Every time Filipinos celebrate a special event we cook a noodle dish like this Pancit Canton with Sotanghon. Noodles are a symbol of long life in most Asian cultures. And long life, prosperity, and the abundance of good wishes are often celebrated with good food. On my last night in the Philippines last week, during a nearly month-long trip, my sister treated me to a sumptuous Chinese dinner. We had pancit. On my arrival a few weeks before, one of the first dishes I had was also pancit. Back here in America, when we celebrate birthdays at home, it’s always with a noodle dish, usually it’s pancit.
And today, we celebrated my son, Toby’s birthday. So I made pancit. This version has two kinds of noodles : Dried Canton or Chinese wheat noodles, and sotanghon. The latter are cellophane-type noodles made from mung beans. Both combined in one noodle dish provide very exciting contrasts and textures.
Pancit canton, or dried Chinese noodles are thicker, opaque and provide a hefty flavor to the dish. The Sotanghon noodles are transparent, light and silky and add a slinky contrasting sensation to the other condiments of chicken, shrimps and vegetables.Whether you cook this dish for four or more , for a birthday , a celebration or a regular family dinner, it never fails to delight everyone with the vibrant colors, layers of flavors and amazing aromas of a garlicky broth of with soy sauce. Plus this festive noodle dish is so unbelievably easy to make. Happy Birthday, Toby!
Pancit Canton with Sotanghon Noodles
- Large skillet or Wok: 12 to 14 inches diameter
- 1 Tablespoon vegetable oil
- 2 Tablespoons achuete oil
- 1 whole white or yellow onion chopped
- 2 cloves garlic peeled, minced
- 1 cup chopped celery
- 1 cup sliced carrot
- 1/2 pound chicken breast, boneless sliced in thin strips, 2-inches length
- 1/2 pound large fresh shrimps peeled, heads and tails removed
- 2 Tablespoons cornstarch to coat chicken and shrimps
- 2 Tablespoons soy sauce
- 2 cups chicken or vegetable broth
- 1 cup fresh snow peas edges trimmed
- 2 cups sliced Napa cabbage
- 8 ounces dried sotanghon noodles (cellophane noodles) pre-soak in water for 15 minutes
- 8 ounces dried pancit canton noodles
- 2 Tablespoons cornstarch
- 1/4 cup cold water for dispersing the cornstarch
- 1/2 teaspoon sesame oil
- 1 teaspoon salt
- 1 teaspoon ground black pepper
- 2 stalks scallions chopped, garnish
- 1 Tablespoon calamansi or lemon juice for dipping sauce juice
- 1/4 cup soy sauce for dipping sauce
- 1 cup vegetable oil for achuete oil
- 1 Tablespoon annato powder for achuete oil er
- 4 cloves garlic peeled, minced
- In a large skillet or wok, over medium high heat, add the vegetable oil and achuete oil. Saute the onions, garlic, celery till soft. Add the carrots.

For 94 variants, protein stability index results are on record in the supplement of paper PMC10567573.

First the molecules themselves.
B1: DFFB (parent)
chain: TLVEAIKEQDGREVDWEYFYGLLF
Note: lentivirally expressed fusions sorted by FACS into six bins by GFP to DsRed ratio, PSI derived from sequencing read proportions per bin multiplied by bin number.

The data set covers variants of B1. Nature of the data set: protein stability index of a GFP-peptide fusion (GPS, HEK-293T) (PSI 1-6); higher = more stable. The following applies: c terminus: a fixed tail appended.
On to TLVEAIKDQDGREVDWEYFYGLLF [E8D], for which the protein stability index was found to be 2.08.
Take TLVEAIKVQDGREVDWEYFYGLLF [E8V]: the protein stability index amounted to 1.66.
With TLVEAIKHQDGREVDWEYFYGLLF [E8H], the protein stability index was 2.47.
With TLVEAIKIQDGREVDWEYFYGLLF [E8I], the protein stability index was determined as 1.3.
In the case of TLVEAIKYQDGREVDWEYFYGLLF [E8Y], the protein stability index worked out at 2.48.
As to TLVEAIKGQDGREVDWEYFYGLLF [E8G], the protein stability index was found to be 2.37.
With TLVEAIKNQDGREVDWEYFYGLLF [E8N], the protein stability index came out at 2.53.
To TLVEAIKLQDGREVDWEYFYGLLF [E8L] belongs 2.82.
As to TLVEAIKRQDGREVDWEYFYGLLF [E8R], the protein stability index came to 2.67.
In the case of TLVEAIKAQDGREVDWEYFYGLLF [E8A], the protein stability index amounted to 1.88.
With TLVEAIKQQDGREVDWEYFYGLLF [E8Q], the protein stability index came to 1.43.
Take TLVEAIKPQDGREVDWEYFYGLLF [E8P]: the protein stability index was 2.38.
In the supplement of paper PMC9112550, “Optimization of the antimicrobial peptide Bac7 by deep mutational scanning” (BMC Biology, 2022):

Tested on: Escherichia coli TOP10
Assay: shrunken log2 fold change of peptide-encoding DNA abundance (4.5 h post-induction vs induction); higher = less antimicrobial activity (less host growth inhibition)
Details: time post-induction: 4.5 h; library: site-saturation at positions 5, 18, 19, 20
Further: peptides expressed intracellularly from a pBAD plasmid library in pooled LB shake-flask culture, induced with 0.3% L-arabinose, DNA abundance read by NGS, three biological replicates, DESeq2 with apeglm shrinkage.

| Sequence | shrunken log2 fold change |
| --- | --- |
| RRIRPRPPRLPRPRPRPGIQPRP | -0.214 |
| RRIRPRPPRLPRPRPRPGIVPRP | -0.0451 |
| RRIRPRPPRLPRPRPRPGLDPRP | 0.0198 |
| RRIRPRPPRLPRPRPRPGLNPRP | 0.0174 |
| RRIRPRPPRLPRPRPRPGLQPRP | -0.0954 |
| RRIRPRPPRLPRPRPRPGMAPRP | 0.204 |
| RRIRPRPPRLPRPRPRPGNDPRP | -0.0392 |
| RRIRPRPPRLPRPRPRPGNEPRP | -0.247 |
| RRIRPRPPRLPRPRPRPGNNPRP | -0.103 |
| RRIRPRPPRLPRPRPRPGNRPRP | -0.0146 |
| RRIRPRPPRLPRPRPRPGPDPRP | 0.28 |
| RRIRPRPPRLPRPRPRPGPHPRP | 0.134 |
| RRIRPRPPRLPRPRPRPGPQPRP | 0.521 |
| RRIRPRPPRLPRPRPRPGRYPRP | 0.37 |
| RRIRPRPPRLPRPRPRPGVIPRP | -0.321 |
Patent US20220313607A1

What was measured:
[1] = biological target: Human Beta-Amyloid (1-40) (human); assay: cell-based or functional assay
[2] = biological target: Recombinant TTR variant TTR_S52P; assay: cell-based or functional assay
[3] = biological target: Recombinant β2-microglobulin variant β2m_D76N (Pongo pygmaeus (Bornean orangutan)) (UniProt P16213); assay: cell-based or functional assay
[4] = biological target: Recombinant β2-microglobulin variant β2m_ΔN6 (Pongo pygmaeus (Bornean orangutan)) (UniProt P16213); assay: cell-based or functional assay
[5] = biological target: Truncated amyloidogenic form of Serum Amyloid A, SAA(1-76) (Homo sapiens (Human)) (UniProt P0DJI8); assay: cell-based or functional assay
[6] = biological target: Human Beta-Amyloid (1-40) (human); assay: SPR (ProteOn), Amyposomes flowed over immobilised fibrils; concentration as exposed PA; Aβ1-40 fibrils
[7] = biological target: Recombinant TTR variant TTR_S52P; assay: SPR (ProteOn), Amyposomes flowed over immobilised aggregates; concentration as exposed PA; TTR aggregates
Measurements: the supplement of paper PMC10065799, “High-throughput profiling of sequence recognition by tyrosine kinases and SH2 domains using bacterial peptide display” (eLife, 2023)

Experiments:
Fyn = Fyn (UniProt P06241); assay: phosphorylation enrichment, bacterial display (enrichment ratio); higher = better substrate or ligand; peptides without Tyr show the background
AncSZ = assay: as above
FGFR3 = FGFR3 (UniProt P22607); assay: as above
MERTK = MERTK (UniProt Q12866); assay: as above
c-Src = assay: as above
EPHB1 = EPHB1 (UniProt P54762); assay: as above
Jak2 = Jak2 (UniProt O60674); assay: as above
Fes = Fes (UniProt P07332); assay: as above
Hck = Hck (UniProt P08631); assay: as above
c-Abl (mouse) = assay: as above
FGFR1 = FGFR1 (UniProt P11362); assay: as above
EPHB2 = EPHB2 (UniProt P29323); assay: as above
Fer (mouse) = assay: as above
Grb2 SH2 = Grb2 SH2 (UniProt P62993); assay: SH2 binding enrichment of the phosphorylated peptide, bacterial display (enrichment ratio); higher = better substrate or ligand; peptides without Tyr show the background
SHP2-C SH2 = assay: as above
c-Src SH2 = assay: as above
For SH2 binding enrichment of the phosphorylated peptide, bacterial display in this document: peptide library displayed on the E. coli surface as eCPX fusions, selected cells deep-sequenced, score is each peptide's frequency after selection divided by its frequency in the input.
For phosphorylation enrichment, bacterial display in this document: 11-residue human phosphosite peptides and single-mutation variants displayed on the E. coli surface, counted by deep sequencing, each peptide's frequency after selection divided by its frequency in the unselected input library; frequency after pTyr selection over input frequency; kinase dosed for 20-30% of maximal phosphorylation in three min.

- Coat chicken breast and shrimps with cornstarch.
- Add the chicken and shrimps. Toss around the wok and let these cook for about 8 to 10 minutes.
- Add the soy sauce and the broth. Let the mixture simmer for a 5 minutes for the flavors to blend.
- When meat and shrimps are cooked, add the vegetables. This will cook in about 3 minutes.
- Add the canton noodles . Then drain the water from the sotanghon and add these noodles to the rest of the pan. Blend all ingredients well, but be careful not to mash the noodles.
- Separately in a small bowl, mix the cornstarch and cold water till smooth. Add the dispersed cornstarch to the wok with the rest of the ingredients. Over medium-high heat the liquid will boil in 1 to 2 minutes and sauce will thicken to a gravy-like consistency.
- Season with sesame oil, salt, and pepper. Garnish with scallions. Serve warm with a side dipping sauce of soy sauce and lemon or calamansi.
- *How to make Achuete oil: Combine in a small saucepan, over medium heat the vegetable oil, achuete powder and garlic. When the mixture boils in about 2 to 3 minutes, turn off the heat. Let the liquid sit on the counter for at least 1 hour till it cools. When the achuete oil has cooled down, pour through a sieve into a glass mason jar. Cover and store in a cool place till ready to use.
- Cook's Comments: You can substitute pork slices in place of chicken . Or if desired, omit the chicken or any meat ingredients, and double the amount of shrimps for a meatless pancit dish. Add other vegetables like green beans, broccoli, cauliflower, and Chinese mushrooms, tofu to suit your fancy.
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Notes on Nutrition: The nutrition information provided is an estimate and will vary based on cooking methods and specific brands of ingredients used.
Did you like this recipe?I have more Filipino Instant Pot recipes in my newest cookbook Instant Filipino Recipes: My Mother’s Traditional Philippine Cooking in A Multicooker Pot by Elizabeth Ann Besa-Quirino. I also have more classic recipes inspired by my mother’s cooking in my popular cookbook: My Mother’s Philippine Recipes. If you’re learning how to cook Filipino food or a fan of Philippine cuisine, buy my cookbooks and books on Amazon.com sold worldwide in paperback and Kindle format.
Copyright Notice: Hello, Friends! Please DO NOT LIFT OR PLAGIARIZE my original recipe, stories, photos or videos. All the images and content on this blog are COPYRIGHT PROTECTED and owned by my media company Besa-Quirino LLC. This means BY LAW you are NOT allowed to copy, scrape, lift, frame, plagiarize or use my photos, essays, stories and recipe content on your websites, books, films, television shows, videos, without my permission. If you wish to republish this recipe or content on media outlets mentioned above, please ASK MY PERMISSION, or re-write it in your own words and link back to my blog AsianInAmericaMag.com to give proper attribution. It is the legal thing to do. Thank you. Email me at [email protected]